Unknown ASL hardly the answer to local football's problems

The Asean Super League (ASL) is being hailed as the next big thing for Singapore football. Yet the local fraternity is not entirely convinced. I don't blame them.

If the rhetoric surrounding the ASL, a regional league set to kick off in 2017 involving clubs from Asean, is to be believed, it could potentially solve many of the Football Association of Singapore's problems. It will allow the best local players to play at a higher level; it will bring the fans back; it will improve the national team, who have failed to deliver of late.

Yet how strong will the ASL be? Will it feature the best players from South-east Asia? Will there be foreign players? Are the teams going to be funded adequately such that they can entice the best players, at least from the region? With the league a year away from kick-off, the ASL is an unknown entity.

One thing is certain though - the birth of the ASL could mean another nail in the coffin of the ailing S-League. Any thoughts of a revival in its fortunes - with the return of the country's best players following the disbandment of the LionsXII - will be gone next season. That is when the league is set for a talent drain and will be relegated to being a feeder league.

The FAS needs to see the real problem, which is that there are simply not enough local footballers playing in a competitive environment, at a high enough level of skill and intensity. Without this critical mass, there will never be a good enough national team.

The FAS defends the ASL model by pointing to world No. 1 Belgium, whose best footballers play abroad instead of in the domestic Jupiler Pro League (JPL).

But that in itself is a flawed comparison. The best Belgian players are not playing for a team run by the Belgian FA, in an artificially created regional league that essentially eats out of the same pie as the JPL. The play abroad, and are not fighting for the same eyeballs and relegating the national league to a sideshow.

The FAS also said the ASL is a stepping stone for local footballers to move to stronger foreign leagues, as making the jump from the S-League is a step too far.

While that may be true, it would only be fair to note that S-League players have managed to turn the heads of international suitors too.

From its early years with World Cup stars like Iranian Mohammad Khakpour, who played in Turkey, S-League players have moved on to greener pastures, such as Britain (Grant Holt, Daniel Bennett), Denmark (Issey Nakajima-Farran), Thailand (Hassan Sunny) and Indonesia (Noh Alam Shah, Shahril Ishak).

And as Home United's chief executive Azrulnizam Shah Sohaimi pointed out, there are already pathways for S-League players to play at a high level, such as the AFC Champions League or the AFC Cup. So why create an artificial platform?

The FAS needs to see the real problem, which is that there are simply not enough local footballers playing in a competitive environment, at a high enough level of skill and intensity.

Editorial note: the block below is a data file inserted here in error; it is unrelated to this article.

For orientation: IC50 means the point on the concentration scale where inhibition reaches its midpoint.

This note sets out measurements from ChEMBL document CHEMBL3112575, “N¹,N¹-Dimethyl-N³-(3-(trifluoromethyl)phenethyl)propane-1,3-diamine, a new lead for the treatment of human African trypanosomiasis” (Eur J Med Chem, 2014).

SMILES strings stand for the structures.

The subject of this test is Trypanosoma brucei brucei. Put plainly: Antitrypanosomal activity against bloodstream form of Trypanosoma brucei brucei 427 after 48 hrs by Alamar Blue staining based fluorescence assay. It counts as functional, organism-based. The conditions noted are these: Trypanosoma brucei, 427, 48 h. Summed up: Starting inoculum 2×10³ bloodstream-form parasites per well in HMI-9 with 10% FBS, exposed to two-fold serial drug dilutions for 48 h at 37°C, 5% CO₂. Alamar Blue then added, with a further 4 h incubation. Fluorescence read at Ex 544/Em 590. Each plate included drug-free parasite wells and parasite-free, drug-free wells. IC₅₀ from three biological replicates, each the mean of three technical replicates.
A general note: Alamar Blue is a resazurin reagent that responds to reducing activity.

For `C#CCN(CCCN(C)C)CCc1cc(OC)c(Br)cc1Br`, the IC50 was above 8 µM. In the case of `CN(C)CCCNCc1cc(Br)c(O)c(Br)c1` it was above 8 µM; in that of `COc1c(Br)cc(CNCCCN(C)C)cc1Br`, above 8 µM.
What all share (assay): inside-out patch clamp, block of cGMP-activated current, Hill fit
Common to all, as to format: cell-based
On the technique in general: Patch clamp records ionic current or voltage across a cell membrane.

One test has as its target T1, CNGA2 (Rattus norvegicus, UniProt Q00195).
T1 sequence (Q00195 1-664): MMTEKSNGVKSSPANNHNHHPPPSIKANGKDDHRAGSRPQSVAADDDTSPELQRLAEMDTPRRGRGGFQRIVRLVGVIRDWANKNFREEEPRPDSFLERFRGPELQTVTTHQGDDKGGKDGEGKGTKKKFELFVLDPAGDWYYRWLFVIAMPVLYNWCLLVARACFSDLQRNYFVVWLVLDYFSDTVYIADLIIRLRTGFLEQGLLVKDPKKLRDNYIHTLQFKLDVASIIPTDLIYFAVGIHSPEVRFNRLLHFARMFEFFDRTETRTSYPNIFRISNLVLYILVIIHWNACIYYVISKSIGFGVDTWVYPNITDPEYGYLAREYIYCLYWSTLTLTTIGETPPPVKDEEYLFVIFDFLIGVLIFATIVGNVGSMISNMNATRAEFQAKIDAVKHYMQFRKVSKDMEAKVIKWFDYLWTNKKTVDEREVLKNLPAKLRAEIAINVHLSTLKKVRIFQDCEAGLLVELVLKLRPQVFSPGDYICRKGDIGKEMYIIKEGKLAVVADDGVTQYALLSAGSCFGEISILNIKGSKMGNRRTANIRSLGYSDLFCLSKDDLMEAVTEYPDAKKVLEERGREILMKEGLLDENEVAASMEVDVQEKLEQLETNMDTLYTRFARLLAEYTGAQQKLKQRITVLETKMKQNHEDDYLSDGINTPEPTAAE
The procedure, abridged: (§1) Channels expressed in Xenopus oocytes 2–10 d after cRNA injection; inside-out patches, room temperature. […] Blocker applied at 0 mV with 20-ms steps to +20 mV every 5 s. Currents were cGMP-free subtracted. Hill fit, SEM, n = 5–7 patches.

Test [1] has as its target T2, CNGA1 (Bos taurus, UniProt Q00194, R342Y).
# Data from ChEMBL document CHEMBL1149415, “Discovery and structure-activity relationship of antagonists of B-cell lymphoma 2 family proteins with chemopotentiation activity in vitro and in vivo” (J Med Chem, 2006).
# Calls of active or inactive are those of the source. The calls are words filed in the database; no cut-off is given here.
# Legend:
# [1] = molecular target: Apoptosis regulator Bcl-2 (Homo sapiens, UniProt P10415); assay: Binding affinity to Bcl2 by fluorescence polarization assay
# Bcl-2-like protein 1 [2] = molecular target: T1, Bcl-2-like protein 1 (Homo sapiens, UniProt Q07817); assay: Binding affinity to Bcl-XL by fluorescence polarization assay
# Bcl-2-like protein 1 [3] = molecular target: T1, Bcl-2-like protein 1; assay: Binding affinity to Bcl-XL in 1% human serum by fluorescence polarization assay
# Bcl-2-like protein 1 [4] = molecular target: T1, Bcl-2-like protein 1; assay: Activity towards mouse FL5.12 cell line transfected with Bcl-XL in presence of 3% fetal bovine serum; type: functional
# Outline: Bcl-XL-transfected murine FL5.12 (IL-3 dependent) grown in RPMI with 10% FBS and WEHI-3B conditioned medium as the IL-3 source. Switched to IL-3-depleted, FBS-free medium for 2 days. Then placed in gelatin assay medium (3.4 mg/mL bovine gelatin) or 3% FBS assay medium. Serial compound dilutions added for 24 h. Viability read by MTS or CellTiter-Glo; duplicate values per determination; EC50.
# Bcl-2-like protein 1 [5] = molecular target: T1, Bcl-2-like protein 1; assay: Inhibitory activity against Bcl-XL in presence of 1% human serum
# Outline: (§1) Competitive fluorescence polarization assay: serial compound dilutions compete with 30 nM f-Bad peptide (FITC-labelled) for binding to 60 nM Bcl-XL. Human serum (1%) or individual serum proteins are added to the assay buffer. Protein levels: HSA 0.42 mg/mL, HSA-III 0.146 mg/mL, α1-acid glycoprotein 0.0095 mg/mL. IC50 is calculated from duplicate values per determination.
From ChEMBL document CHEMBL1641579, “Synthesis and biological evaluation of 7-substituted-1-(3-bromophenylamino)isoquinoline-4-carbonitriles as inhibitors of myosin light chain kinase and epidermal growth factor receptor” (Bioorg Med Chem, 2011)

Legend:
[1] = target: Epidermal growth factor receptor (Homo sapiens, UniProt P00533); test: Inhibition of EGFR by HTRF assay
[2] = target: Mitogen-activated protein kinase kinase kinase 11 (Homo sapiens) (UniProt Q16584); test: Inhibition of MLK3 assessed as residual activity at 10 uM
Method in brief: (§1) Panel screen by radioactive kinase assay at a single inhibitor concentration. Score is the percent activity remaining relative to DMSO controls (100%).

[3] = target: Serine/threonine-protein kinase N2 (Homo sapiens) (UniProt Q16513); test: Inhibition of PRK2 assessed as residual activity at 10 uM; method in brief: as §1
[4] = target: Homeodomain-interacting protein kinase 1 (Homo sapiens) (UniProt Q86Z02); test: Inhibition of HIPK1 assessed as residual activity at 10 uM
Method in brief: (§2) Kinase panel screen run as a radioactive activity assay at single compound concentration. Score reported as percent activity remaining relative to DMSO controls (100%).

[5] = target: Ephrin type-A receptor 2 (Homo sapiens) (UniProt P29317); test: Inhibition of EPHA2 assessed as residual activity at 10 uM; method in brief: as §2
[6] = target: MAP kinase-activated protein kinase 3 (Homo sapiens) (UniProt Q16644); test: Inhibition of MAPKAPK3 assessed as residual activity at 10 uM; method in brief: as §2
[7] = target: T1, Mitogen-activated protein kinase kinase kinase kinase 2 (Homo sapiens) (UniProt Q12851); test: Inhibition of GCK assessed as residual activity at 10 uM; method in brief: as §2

Without this critical mass, there will never be a good enough national team.

A stumbling block to forming this talent base is that few people see football as a viable career. Parents do not want their children to play football for a livelihood because the prospects are dim.

Can the ASL allay these fears? Probably not. Not when the measure of success is making that one elite team of say 25 players. On the flip side, if the S-League can provide an avenue for seven, maybe eight teams of 25 and assure them viable careers with decent salary (Singapore skipper Hariss Harun reportedly earns about $40,000 a month playing in Malaysia), the odds suddenly improve tremendously.

Without numbers, even the grandest youth development plans will disintegrate.

Keeping the best players in one team could also lead to complacency among the ranks, with them safe in the knowledge that there is little chance their counterparts in the S-League - exposed to lower competition standards - can catch up.

Here's an alternative. Why not allow the S-League clubs to compete for players with the ASL franchise. Unlike how the LionsXII, who played in the Malaysia Super League were run, clubs must be free to try and retain the players if they can, and be given the financial backing to do it. That way, you create a model where the fittest survive, instead of S-League clubs having to bow to a higher entity.

As the example of the LionsXII will show, there is also no guarantee that playing in a foreign league will benefit the national team. When the LionsXII project ended, the ranking of the national team actually fell four places in the Fifa rankings.

Last year, the Lions surrendered their Asean Football Federation championship title meekly, bowing out in the group stage. A similar fate was dealt to the SEA Games team in June this year.

The first step to solving any problem is recognising that there is one. And while it is clear the FAS seems intent on providing solutions, the question is, does it see the true problem?

The fraternity isn't convinced and frankly neither am I.

A version of this article appeared in the print edition of The Straits Times on December 31, 2015, with the headline 'Unknown ASL hardly the answer to local football's problems'. Print Edition | Subscribe